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Hogarth judge

February 2018



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Bad literature

The Eye of Argon, an appreciation

The Eye of Argon has been called "the worst science fiction story of all time". (Well, actually, it's more low fantasy, but whatever....) Fortunately, it's nothing of the kind.

It's overreaching prose justly provokes amusement:

"Prepare to embrace your creators in the stygian haunts of hell, barbarian", gasped the first soldier.

"Only after you have kissed the fleeting stead of death, wretch!" returned Grignr.

A sweeping blade of flashing steel riveted from the massive barbarians hide enameled shield as his rippling right arm thrust forth, sending a steel shod blade to the hilt into the soldiers vital organs. The disemboweled mercenary crumpled from his saddle and sank to the clouded sward, sprinkling the parched dust with crimson droplets of escaping life fluid.


Eyeing a slender female crouched alone at a nearby bench, Grignr advanced wishing to wholesomely occupy his time. The flickering torches cast weird shafts of luminescence dancing over the half naked harlot of his choice, her stringy orchid twines of hair swaying gracefully over the lithe opaque nose, as she raised a half drained mug to her pale red lips.

Glancing upward, the alluring complexion noted the stalwart giant as he rapidly approached. A faint glimmer sparked from the pair of deep blue ovals of the amorous female as she motioned toward Grignr, enticing him to join her. The barbarian seated himself upon a stool at the wenches side, exposing his body, naked save for a loin cloth brandishing a long steel broad sword, an iron spiraled battle helmet, and a thick leather sandals, to her unobstructed view.

"Thou hast need to occupy your time, barbarian",questioned the female?

"Only if something worth offering is within my reach." Stated Grignr,as his hands crept to embrace the tempting female, who welcomed them with open willingness.


Grignr's muddled brain reeled from the shock of the blow he had recieved to the base of his skull. The events leading to his predicament were slow to filter back to him. He dickered with the notion that he was dead and had descended or sunk, however it may be, to the shadowed land beyond the the aperature of the grave, but rejected this hypothesis when his memory sifted back within his grips. This was not the land of the dead, it was something infinitely more precarious than anything the grave could offer. Death promised an infinity of peace, not the finite misery of an inactive life of confined torture, forever concealed from the life bearing shafts of the beloved rising sun. The orb that had been before taken for granted, yet now cherished above all else. To be forever refused further glimpses of the snow capped summits of the land of his birth, never again to witness the thrill of plundering unexplored lands beyond the crest of a bleeding horizon, and perhaps worst of all the denial to ever again encompass the lustful excitement of caressing the naked curves of the body of a trim yound wench.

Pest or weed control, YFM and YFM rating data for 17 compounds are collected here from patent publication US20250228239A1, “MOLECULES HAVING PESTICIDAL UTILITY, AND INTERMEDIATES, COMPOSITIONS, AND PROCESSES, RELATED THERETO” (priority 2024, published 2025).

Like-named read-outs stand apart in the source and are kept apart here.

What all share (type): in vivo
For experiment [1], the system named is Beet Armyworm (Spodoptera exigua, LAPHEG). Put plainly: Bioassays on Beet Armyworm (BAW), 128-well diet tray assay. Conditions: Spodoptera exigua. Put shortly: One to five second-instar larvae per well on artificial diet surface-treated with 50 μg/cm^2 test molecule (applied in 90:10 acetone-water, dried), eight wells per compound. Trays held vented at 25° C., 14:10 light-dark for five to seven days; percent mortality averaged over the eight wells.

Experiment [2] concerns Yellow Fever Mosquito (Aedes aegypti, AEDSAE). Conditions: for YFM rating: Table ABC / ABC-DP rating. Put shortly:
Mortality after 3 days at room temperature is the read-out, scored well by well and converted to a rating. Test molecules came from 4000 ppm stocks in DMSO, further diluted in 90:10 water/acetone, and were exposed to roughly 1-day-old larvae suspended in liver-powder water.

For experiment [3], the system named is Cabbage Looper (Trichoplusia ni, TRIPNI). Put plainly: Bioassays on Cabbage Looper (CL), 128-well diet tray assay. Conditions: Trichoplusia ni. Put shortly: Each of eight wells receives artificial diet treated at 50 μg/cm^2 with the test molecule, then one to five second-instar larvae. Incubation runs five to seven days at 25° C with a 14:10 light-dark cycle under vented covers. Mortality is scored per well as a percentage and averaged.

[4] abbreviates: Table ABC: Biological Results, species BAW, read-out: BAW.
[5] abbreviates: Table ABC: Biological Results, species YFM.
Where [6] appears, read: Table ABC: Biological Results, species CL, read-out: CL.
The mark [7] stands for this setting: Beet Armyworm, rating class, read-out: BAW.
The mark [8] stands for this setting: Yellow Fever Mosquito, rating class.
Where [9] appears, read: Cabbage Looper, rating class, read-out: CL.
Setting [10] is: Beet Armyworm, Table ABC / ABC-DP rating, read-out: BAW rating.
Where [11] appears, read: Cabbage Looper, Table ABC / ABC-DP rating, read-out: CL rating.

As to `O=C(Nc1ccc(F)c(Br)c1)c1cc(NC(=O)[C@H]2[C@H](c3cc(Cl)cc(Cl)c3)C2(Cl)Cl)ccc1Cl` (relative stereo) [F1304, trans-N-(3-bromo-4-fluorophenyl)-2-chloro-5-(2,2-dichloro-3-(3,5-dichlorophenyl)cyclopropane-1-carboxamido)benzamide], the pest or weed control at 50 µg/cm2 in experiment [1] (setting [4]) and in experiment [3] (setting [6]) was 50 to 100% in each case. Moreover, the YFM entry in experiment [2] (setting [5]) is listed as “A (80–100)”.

This was indeed one of the buried chasms of Hell concealed within the inner depths of the palace's despised interior. A fearful ebony chamber devised to drive to the brinks of insanity the minds of the unfortunately condemned, through the inapt solitude of a limbo of listless dreary silence.
The polysyllabic Malapropisms of the text have made Jim Theis's tale a party game: the challenge is to read the tale aloud without laughing. This is not easy.

But what makes TEoA suitable for this entertainment are in fact its neglected virtues. Without those virtues, no matter what comedy gems exist in the choice of descriptive wording, nobody would have endured the text long enough to happen across them.

First, the story is well paced. Theis begins with an action sequence that also serves the purpose of introducing his main character, Grignr, and describing his martial prowess. He has drunk deeply enough of the well of his obvious master to know how to put together a pulp story that sustains its intended mood and excitement. Without this, who would have read on?

Second, the story is well imagined. Leaving aside the problem that the setting is not particularly original, there is no scene in the text anywhere that fails to leave you with the impression that the author had clearly formed a mental picture of what he was describing, and was working mightily to get that mental picture into the words of his text. There is never any carelessness about setting or scenery in TEoA.

This is a habit that's easy to do with fantasy: the genre comes with built in assumptions about what dragons are for and what barbarians do, so there's a tendency to let the labels substitute for descriptions. Theis never falls into this trap.

And, for the most part, he actually succeeds. In reading TEoA, you never have to wonder, even for a moment, what the intended scenery is and what the characters are doing in it. The attempt to fancy up the text is where it went wrong, but it never goes so far wrong as to leave the reader confused. Ultimately, the most basic test of a storyteller is whether he succeeds in telling his story. Theis has succeeded in telling his.


Like Erskine Wold said about Go Tell Aunt Rhody, it's got a good beat, and the words tell a story, and you could dance to it. I'd give it about a seventy-five.